[04:55:06] The resignation comes as Ross, the city of Philadelphia, and others are named in a lawsuit by two female police officers. One of the plaintiffs claims she called Ross to report that she had been experiencing sexual harassment and a hostile work environment. Ross declined to act and suggested the officer just sit down. It was only last week when the mayor of Philadelphia called Ross, quote, the best police commissioner in America.

BRIGGS: Twenty-two Texas towns targeted in a massive cyberattack. State officials say computer systems were infiltrated by hackers demanding as much as $2.5 million in ransom. The FBI and state cybersecurity experts are examining the breach which began Friday morning and is ongoing.

It has affected mostly smaller local governments. The Texas department of information resources says the evidence points to a, quote, single threat actor.

KOSIK: Two teenagers got the scare of their lives when they discovered a bear raiding the fridge in their cabin. Fifteen-year-old Hayes Sherman says he was watching TV with his friend when he heard Tupperware being aggressively ripped open. The two boys hid behind a sliding door and held it shut while the bear tried to open it.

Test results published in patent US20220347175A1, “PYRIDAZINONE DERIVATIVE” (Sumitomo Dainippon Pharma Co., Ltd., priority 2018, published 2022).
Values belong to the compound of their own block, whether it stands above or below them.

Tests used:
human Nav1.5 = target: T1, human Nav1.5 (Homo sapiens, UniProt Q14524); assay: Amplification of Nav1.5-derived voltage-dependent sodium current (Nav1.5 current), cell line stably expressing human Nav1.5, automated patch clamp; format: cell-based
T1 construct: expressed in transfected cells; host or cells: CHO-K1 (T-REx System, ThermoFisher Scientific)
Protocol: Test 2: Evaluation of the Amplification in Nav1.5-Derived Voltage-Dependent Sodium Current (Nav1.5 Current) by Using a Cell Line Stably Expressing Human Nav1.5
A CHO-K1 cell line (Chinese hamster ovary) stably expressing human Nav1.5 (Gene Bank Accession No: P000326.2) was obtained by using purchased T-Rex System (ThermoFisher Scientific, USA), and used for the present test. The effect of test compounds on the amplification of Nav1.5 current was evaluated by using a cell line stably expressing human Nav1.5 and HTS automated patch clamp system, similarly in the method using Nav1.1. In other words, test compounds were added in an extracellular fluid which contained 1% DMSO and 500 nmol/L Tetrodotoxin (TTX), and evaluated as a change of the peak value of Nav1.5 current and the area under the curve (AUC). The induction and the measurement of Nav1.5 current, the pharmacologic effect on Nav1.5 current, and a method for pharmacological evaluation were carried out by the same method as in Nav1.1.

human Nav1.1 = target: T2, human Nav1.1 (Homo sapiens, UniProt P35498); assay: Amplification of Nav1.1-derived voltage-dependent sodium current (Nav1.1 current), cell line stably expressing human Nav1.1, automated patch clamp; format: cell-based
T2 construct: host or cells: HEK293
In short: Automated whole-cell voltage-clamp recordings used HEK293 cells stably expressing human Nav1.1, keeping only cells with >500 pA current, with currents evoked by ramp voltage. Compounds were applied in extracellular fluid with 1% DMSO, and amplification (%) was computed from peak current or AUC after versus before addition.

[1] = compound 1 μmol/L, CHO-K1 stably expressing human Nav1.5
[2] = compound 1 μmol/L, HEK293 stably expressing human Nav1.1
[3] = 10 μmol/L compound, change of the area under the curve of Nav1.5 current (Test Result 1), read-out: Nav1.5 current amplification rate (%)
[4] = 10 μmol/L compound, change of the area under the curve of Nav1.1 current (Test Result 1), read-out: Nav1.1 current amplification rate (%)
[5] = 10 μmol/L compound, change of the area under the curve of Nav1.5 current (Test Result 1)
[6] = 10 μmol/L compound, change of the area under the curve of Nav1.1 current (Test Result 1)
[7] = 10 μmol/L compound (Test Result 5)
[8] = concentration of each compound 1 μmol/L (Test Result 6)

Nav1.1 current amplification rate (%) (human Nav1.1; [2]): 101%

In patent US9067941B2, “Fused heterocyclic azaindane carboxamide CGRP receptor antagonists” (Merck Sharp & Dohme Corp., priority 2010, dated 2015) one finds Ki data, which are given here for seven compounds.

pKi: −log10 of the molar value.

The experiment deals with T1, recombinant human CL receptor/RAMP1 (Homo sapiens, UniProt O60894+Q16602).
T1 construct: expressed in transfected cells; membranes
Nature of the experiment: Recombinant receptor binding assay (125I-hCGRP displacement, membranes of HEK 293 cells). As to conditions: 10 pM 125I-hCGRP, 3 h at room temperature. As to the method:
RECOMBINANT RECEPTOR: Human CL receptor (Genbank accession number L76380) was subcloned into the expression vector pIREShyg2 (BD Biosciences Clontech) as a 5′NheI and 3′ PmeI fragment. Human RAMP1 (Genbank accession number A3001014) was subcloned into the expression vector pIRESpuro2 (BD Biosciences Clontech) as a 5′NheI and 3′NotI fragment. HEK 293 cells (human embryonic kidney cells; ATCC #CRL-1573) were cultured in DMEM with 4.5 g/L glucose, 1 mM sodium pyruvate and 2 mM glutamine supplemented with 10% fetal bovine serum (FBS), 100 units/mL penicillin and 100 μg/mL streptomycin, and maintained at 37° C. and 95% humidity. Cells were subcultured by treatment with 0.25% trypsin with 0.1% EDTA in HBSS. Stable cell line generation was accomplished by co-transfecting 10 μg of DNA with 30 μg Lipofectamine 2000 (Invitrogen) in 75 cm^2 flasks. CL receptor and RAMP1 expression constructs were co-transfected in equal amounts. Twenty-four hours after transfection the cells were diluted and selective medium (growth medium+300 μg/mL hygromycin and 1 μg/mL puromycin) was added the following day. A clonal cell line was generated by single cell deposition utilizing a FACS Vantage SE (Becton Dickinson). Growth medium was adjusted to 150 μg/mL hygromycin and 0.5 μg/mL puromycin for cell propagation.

Hayes had to use his apple watch to alert his sleeping mother upstairs and call 911. A deputy finally arrived and fired a warning shot to shoo it away. As for the bear, Hayes says it enjoyed taco meat and two pints of Ben & Jerry's ice cream.

Those -- I can't believe, first of all, this is all caught on video. And then the second important question, what flavors --

BRIGGS: Of Ben & Jerry's?

KOSIK: Of Ben & Jerry's. I'm curious.

BRIGGS: Yes. I wouldn't -- I wouldn't suspect a bear would go for the ice cream and open the Tupperware. Bravo, bear.

KOSIK: Smart animal.


It's back.


BRIGGS: Twenty years after the first, he's still doing it. A fourth installment of the blockbuster sci-fi franchise "The Matrix" is happening. The film set to star original cast members Keanu Reeves and Carrie Ann Moss. The co-stars will also reunite with one of their original writer/directors, Lana Wachowski. The new sequel is set to begin production next year. It will be released by Warner Bros., which, like CNN, is a unit of Warner Media.